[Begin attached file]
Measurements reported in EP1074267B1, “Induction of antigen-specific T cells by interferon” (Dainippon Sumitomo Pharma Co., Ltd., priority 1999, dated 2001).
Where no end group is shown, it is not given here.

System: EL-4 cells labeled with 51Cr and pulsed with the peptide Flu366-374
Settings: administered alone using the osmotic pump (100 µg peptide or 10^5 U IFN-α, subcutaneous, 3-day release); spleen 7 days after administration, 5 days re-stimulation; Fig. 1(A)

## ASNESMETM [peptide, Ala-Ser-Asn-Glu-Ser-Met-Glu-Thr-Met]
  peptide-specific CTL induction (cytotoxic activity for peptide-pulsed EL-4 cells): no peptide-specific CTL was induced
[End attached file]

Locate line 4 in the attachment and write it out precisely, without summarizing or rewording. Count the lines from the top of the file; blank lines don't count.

Settings: administered alone using the osmotic pump (100 µg peptide or 10^5 U IFN-α, subcutaneous, 3-day release); spleen 7 days after administration, 5 days re-stimulation; Fig. 1(A)